Heartwood 2:2 - Kelroy
At the center of Kelroy are the Hammonds – a newly widowed mother and her daughters Emily and Lucy who, upon the death of Mr. Hammond, suddenly find their high-living lifestyle in jeopardy. The calculating widow feels she is too old to stand a chance in the marriage market herself, so she hides from her daughters their financial problems (while proceeding ever further into debt) in order to keep up appearances in the hope that her daughters will attract wealthy suitors. Meanwhile, Emily has fallen in love with Edward Kelroy, who has also recently lost his father, but Mrs. Hammond forbids their marriage because of Kelroy's financial difficulties stemming from his late father's failed real-estate investments. Driven by a materialistic culture and personal greed, Mrs. Hammond becomes a truly reprehensible monster who will do anything to preserve her standing within her social circle. This book is filled with varied, complex characters and contorted, deceitful social situations that should be of interest to fans of Austen and other Regency novelists.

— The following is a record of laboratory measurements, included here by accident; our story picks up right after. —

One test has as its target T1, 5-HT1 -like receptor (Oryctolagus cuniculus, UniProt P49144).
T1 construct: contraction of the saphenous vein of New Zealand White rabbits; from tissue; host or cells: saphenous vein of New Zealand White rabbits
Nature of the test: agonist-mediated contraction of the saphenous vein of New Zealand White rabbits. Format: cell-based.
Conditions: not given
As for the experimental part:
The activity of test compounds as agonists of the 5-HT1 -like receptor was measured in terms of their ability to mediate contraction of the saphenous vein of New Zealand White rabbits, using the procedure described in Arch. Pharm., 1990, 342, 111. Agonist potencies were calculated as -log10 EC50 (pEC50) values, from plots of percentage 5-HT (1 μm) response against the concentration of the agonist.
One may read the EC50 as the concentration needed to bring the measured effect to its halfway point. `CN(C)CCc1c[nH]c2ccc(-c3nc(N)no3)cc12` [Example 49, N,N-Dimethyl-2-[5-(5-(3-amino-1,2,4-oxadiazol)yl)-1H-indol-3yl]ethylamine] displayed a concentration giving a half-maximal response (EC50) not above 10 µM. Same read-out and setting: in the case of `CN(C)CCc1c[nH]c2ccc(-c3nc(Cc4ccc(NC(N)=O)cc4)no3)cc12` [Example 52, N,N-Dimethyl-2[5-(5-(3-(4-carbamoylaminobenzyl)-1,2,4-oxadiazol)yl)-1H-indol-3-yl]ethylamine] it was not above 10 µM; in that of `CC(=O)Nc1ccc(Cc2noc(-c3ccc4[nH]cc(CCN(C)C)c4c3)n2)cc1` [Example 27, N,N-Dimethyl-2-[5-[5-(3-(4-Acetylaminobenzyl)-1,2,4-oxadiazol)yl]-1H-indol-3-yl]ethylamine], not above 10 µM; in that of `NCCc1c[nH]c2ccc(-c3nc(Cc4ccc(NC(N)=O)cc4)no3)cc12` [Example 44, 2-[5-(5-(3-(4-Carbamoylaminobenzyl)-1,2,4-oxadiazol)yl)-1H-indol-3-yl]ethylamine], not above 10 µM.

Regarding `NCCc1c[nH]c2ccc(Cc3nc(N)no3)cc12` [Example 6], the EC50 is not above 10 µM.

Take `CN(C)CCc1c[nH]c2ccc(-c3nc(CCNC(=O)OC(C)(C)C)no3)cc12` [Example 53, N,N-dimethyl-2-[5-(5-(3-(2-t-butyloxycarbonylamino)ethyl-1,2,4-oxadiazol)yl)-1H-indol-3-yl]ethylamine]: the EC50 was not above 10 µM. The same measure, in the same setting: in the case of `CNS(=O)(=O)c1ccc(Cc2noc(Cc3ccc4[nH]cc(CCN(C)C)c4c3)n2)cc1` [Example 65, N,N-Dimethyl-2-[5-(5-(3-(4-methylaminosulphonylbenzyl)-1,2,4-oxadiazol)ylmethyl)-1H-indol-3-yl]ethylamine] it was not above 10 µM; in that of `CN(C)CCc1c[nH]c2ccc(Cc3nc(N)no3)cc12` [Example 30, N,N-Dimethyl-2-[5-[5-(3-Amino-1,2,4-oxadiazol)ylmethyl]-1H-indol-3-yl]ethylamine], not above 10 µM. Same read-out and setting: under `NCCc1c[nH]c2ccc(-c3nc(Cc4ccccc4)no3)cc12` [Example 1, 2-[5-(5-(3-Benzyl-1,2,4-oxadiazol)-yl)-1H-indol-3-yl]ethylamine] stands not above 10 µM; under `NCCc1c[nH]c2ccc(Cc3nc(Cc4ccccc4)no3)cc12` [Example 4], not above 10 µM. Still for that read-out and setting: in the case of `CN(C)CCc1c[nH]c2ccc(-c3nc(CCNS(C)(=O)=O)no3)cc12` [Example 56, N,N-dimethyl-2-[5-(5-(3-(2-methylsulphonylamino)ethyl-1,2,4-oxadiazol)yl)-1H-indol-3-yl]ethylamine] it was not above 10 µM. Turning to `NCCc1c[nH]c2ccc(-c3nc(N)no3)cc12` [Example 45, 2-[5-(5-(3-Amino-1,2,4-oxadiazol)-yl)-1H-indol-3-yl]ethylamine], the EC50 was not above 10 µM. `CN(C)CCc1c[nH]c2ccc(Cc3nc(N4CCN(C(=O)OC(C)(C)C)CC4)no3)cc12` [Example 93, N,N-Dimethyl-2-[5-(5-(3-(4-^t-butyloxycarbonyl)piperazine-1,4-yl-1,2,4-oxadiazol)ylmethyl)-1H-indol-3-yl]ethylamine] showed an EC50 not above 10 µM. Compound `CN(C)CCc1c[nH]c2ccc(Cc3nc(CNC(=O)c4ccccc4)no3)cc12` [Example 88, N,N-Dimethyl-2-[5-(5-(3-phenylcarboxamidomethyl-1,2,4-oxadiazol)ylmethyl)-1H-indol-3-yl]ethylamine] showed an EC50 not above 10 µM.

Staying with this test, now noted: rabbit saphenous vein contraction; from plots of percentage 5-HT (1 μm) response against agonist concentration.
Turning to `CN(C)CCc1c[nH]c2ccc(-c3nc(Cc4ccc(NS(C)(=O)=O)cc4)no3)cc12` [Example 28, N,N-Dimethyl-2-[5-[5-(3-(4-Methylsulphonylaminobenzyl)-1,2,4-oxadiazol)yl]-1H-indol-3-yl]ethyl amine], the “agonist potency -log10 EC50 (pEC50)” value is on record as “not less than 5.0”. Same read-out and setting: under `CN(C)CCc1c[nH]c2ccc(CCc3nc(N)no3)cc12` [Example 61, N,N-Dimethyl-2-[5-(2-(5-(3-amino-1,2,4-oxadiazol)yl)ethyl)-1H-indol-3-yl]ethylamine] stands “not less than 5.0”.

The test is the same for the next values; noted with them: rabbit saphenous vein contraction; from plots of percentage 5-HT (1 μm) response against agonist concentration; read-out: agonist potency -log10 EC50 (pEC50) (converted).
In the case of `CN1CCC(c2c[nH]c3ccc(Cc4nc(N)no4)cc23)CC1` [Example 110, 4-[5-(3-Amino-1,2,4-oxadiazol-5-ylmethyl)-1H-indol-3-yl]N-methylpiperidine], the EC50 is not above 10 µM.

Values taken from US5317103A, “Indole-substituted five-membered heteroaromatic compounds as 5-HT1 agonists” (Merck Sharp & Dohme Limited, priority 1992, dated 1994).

To avoid spoilers, readers might want to first read the novel, and only then return to Dana Nelson's Introduction and Cathy Davidson's Foreword which provide informative insights and historical context about the early years of our republic and our supposedly classless society.
Very little is known about the life of Rebecca Rush. For other novels by early American women writers, you might try The Coquette by Hannah W. Foster (1797) and Charlotte Temple by Susanna Rowson (1794).
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